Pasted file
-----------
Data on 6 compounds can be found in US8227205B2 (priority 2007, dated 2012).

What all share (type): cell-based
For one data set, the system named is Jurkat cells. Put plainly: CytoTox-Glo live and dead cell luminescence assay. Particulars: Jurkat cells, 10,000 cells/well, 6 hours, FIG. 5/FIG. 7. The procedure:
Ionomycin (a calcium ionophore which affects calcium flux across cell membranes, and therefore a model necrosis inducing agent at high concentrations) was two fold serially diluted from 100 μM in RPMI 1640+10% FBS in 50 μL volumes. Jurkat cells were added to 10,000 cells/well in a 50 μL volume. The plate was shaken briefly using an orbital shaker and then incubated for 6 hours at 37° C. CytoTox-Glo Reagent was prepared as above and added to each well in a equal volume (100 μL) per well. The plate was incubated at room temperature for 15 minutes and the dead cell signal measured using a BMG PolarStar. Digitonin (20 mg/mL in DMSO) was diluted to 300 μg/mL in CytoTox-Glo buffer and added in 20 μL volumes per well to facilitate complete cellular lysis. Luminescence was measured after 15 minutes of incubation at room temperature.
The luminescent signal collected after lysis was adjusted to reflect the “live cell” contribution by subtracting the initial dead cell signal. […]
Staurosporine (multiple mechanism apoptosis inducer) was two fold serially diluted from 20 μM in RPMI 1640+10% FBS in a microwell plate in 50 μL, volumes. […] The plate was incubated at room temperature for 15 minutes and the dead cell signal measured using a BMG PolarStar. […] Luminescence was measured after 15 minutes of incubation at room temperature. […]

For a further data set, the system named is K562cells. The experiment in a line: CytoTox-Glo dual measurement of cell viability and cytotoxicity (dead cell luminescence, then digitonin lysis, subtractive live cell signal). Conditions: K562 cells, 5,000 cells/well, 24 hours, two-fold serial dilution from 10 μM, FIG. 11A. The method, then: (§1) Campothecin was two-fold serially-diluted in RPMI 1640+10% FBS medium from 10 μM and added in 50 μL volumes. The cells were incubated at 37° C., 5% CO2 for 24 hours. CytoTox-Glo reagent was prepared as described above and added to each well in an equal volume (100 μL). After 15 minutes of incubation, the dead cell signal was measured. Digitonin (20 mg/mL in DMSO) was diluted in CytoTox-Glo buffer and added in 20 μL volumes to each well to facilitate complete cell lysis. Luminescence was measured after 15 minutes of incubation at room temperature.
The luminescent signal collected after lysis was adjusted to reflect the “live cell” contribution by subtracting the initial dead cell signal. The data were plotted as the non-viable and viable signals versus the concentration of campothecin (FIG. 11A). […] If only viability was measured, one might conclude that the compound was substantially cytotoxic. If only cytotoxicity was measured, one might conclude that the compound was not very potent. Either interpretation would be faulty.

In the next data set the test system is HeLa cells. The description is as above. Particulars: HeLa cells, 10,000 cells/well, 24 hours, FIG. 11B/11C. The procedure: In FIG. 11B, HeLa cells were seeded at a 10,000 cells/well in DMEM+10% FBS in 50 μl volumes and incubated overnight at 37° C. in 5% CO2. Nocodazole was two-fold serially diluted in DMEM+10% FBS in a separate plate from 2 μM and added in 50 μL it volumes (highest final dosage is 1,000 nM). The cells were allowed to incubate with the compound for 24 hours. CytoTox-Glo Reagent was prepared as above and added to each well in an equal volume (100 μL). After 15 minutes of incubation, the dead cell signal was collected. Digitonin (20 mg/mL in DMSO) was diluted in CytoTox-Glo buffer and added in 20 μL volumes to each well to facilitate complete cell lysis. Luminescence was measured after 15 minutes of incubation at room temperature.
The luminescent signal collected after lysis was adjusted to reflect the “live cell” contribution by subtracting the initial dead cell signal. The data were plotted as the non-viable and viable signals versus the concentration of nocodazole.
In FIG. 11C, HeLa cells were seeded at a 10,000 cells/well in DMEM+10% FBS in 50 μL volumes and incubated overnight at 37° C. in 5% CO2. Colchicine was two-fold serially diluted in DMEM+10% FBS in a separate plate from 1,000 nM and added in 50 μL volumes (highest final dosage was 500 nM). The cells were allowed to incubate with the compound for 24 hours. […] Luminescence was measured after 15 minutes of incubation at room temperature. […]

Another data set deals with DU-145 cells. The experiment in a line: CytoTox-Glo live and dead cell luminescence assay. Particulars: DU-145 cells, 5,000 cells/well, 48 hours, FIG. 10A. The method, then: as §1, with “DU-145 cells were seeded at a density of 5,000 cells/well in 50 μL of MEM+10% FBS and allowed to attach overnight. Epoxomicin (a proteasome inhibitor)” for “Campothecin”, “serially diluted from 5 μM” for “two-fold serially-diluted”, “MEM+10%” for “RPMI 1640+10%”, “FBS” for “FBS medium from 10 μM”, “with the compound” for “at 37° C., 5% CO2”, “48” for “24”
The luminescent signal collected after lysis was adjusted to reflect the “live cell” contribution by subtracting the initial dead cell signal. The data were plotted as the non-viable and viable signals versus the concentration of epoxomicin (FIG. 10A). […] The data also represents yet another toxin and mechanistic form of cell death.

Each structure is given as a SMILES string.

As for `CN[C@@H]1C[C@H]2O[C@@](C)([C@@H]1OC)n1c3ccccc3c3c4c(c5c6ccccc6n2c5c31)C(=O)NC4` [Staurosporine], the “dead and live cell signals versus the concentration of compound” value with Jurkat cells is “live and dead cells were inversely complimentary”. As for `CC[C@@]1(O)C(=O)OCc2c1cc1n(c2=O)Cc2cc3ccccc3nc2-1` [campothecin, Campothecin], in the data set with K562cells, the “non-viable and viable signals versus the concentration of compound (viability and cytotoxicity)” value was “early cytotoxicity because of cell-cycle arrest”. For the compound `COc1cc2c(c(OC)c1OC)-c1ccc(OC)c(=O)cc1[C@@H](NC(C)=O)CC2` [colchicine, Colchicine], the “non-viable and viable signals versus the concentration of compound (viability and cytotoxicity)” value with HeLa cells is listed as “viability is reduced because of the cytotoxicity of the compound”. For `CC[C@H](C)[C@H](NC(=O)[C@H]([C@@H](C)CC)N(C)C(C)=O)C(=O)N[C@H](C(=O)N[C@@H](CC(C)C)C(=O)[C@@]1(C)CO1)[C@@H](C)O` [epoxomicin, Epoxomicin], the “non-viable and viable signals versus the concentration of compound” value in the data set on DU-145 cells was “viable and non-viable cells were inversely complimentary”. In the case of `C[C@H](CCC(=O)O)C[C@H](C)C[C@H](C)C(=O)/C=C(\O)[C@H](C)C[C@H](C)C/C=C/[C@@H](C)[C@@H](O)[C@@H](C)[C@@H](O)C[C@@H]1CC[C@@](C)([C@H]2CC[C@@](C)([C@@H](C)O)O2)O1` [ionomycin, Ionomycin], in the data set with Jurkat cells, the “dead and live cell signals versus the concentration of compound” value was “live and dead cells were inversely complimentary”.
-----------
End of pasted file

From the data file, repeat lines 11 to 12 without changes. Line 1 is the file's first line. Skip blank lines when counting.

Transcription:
In FIG. 11C, HeLa cells were seeded at a 10,000 cells/well in DMEM+10% FBS in 50 μL volumes and incubated overnight at 37° C. in 5% CO2. Colchicine was two-fold serially diluted in DMEM+10% FBS in a separate plate from 1,000 nM and added in 50 μL volumes (highest final dosage was 500 nM). The cells were allowed to incubate with the compound for 24 hours. […] Luminescence was measured after 15 minutes of incubation at room temperature. […]

Another data set deals with DU-145 cells. The experiment in a line: CytoTox-Glo live and dead cell luminescence assay. Particulars: DU-145 cells, 5,000 cells/well, 48 hours, FIG. 10A. The method, then: as §1, with “DU-145 cells were seeded at a density of 5,000 cells/well in 50 μL of MEM+10% FBS and allowed to attach overnight. Epoxomicin (a proteasome inhibitor)” for “Campothecin”, “serially diluted from 5 μM” for “two-fold serially-diluted”, “MEM+10%” for “RPMI 1640+10%”, “FBS” for “FBS medium from 10 μM”, “with the compound” for “at 37° C., 5% CO2”, “48” for “24”